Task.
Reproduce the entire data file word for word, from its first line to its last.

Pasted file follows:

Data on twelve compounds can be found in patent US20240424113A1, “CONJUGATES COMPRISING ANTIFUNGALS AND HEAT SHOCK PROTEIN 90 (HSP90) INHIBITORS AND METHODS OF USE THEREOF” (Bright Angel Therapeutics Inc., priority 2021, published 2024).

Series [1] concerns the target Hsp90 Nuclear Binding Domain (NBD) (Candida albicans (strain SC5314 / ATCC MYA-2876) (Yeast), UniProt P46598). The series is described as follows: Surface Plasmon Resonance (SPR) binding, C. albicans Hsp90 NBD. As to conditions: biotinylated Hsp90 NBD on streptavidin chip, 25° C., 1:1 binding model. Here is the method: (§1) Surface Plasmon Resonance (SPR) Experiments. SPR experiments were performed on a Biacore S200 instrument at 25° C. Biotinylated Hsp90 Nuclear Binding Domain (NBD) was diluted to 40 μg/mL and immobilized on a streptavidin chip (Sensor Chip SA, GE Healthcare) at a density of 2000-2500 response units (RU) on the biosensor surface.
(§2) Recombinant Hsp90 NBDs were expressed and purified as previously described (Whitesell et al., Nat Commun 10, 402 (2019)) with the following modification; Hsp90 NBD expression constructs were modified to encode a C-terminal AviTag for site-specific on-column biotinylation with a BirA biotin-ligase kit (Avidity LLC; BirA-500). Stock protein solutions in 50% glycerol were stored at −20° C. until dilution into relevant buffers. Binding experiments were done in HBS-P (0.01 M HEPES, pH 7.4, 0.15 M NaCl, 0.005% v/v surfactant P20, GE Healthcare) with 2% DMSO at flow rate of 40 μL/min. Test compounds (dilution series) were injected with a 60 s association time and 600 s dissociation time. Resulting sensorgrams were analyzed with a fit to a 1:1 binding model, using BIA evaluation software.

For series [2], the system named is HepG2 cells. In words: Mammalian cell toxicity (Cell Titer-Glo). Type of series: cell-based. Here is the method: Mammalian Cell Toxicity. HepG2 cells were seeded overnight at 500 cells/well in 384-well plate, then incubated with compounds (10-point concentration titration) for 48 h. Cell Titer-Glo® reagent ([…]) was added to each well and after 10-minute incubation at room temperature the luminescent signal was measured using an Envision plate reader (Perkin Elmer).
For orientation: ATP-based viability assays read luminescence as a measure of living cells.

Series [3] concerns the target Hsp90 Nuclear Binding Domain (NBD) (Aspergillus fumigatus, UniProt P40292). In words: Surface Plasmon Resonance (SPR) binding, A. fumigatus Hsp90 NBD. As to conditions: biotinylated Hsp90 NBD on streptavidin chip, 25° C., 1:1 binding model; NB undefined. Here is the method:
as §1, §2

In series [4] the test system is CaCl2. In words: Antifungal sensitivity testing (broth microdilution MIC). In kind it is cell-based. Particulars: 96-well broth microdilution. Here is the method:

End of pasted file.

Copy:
Data on twelve compounds can be found in patent US20240424113A1, “CONJUGATES COMPRISING ANTIFUNGALS AND HEAT SHOCK PROTEIN 90 (HSP90) INHIBITORS AND METHODS OF USE THEREOF” (Bright Angel Therapeutics Inc., priority 2021, published 2024).

Series [1] concerns the target Hsp90 Nuclear Binding Domain (NBD) (Candida albicans (strain SC5314 / ATCC MYA-2876) (Yeast), UniProt P46598). The series is described as follows: Surface Plasmon Resonance (SPR) binding, C. albicans Hsp90 NBD. As to conditions: biotinylated Hsp90 NBD on streptavidin chip, 25° C., 1:1 binding model. Here is the method: (§1) Surface Plasmon Resonance (SPR) Experiments. SPR experiments were performed on a Biacore S200 instrument at 25° C. Biotinylated Hsp90 Nuclear Binding Domain (NBD) was diluted to 40 μg/mL and immobilized on a streptavidin chip (Sensor Chip SA, GE Healthcare) at a density of 2000-2500 response units (RU) on the biosensor surface.
(§2) Recombinant Hsp90 NBDs were expressed and purified as previously described (Whitesell et al., Nat Commun 10, 402 (2019)) with the following modification; Hsp90 NBD expression constructs were modified to encode a C-terminal AviTag for site-specific on-column biotinylation with a BirA biotin-ligase kit (Avidity LLC; BirA-500). Stock protein solutions in 50% glycerol were stored at −20° C. until dilution into relevant buffers. Binding experiments were done in HBS-P (0.01 M HEPES, pH 7.4, 0.15 M NaCl, 0.005% v/v surfactant P20, GE Healthcare) with 2% DMSO at flow rate of 40 μL/min. Test compounds (dilution series) were injected with a 60 s association time and 600 s dissociation time. Resulting sensorgrams were analyzed with a fit to a 1:1 binding model, using BIA evaluation software.

For series [2], the system named is HepG2 cells. In words: Mammalian cell toxicity (Cell Titer-Glo). Type of series: cell-based. Here is the method: Mammalian Cell Toxicity. HepG2 cells were seeded overnight at 500 cells/well in 384-well plate, then incubated with compounds (10-point concentration titration) for 48 h. Cell Titer-Glo® reagent ([…]) was added to each well and after 10-minute incubation at room temperature the luminescent signal was measured using an Envision plate reader (Perkin Elmer).
For orientation: ATP-based viability assays read luminescence as a measure of living cells.

Series [3] concerns the target Hsp90 Nuclear Binding Domain (NBD) (Aspergillus fumigatus, UniProt P40292). In words: Surface Plasmon Resonance (SPR) binding, A. fumigatus Hsp90 NBD. As to conditions: biotinylated Hsp90 NBD on streptavidin chip, 25° C., 1:1 binding model; NB undefined. Here is the method:
as §1, §2

In series [4] the test system is CaCl2. In words: Antifungal sensitivity testing (broth microdilution MIC). In kind it is cell-based. Particulars: 96-well broth microdilution. Here is the method: